Interview: Tim Boon, Director: Total Lifestyle Credit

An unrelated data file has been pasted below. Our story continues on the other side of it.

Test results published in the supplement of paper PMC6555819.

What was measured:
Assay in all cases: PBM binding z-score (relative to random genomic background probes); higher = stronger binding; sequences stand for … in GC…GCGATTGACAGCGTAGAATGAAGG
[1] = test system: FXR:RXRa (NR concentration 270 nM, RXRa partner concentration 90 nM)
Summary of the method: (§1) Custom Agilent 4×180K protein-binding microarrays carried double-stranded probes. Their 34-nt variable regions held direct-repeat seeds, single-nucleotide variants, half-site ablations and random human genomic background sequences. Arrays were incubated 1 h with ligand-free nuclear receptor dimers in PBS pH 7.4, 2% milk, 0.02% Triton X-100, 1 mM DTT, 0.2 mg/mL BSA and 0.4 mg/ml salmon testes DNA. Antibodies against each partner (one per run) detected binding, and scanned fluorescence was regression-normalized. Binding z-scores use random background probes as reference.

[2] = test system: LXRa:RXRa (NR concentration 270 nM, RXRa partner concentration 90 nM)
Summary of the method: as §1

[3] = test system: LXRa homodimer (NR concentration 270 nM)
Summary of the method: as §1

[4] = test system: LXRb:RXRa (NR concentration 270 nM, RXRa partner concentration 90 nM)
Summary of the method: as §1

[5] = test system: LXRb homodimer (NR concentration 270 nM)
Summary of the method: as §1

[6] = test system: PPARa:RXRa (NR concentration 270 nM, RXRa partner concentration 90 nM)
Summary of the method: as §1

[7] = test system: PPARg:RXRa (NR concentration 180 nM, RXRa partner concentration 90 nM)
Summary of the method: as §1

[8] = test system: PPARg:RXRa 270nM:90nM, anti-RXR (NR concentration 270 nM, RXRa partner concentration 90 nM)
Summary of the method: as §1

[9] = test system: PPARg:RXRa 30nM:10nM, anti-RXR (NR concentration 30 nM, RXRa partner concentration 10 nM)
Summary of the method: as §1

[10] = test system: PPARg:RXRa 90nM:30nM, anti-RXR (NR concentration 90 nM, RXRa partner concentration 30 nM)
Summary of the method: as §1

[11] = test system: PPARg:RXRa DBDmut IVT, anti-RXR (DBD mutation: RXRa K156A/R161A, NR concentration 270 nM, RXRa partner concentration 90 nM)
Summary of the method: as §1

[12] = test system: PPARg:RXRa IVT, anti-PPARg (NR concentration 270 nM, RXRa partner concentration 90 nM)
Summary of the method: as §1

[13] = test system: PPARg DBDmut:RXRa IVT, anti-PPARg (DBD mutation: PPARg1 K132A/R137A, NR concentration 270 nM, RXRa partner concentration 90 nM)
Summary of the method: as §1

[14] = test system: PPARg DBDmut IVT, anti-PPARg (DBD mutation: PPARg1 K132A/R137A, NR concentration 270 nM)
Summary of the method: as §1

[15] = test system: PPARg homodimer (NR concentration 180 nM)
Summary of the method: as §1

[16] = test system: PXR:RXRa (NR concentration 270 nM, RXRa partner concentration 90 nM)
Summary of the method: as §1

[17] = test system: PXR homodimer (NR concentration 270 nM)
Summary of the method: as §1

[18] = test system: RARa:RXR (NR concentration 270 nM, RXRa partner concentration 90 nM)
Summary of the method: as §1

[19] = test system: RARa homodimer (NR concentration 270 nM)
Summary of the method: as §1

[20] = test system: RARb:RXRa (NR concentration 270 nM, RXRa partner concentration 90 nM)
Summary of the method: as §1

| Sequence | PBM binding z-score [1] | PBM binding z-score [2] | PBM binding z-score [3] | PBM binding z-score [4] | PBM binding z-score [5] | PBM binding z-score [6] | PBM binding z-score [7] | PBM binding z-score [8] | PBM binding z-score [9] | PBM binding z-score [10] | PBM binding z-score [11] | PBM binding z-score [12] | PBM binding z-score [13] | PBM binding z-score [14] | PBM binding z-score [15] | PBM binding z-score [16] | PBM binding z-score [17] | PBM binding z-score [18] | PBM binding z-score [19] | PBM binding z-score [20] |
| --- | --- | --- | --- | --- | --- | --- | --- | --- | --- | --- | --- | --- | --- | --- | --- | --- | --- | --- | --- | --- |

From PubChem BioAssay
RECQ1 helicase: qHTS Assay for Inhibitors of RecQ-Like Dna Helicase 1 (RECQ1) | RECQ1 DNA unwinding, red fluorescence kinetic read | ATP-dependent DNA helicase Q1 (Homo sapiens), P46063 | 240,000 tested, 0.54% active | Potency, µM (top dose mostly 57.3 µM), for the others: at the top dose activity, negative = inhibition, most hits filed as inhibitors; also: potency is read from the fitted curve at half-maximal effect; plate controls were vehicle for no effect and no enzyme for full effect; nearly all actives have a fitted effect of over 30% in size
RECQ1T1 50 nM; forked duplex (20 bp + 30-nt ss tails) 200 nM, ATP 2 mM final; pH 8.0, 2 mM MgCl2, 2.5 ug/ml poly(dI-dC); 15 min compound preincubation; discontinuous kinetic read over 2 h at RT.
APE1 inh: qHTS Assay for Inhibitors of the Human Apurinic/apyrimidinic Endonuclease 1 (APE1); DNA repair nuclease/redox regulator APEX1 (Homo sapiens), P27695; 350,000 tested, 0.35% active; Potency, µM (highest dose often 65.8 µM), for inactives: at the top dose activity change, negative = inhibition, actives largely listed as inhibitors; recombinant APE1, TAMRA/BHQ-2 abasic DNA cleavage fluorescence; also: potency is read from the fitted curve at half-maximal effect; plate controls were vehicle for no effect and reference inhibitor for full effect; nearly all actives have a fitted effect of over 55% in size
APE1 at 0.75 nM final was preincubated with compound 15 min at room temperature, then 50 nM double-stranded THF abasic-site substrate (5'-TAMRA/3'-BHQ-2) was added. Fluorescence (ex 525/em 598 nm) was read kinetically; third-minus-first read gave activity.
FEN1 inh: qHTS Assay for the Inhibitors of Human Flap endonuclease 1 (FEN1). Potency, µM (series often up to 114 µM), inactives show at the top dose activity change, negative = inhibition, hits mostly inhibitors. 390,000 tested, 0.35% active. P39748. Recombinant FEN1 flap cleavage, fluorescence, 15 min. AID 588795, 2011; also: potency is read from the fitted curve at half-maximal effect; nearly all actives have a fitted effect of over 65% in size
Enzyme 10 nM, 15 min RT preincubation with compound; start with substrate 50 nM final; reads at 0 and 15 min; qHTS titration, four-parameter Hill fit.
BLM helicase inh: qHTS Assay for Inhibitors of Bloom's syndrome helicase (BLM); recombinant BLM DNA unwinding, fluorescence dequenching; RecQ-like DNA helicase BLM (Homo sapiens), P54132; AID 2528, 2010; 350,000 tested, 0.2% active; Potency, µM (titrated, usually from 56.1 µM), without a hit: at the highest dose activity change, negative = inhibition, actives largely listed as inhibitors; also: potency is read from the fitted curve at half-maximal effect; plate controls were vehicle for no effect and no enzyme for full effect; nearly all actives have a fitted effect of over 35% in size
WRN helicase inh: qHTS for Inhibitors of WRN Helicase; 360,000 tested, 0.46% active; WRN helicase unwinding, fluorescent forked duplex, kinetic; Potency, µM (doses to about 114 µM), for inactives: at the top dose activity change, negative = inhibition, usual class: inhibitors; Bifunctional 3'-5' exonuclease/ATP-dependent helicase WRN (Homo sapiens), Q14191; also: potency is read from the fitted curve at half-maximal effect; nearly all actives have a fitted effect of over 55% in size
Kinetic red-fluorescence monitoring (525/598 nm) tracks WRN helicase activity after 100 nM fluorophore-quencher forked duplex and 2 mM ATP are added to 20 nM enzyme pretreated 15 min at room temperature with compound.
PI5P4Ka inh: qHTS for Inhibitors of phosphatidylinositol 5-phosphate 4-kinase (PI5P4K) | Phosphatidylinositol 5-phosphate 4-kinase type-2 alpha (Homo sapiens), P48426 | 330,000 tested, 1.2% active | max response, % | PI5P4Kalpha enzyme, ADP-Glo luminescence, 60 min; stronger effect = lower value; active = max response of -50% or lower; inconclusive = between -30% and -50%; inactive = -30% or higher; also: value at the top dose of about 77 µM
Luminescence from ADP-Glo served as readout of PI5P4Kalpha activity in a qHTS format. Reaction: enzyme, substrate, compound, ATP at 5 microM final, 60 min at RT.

Kanebridge News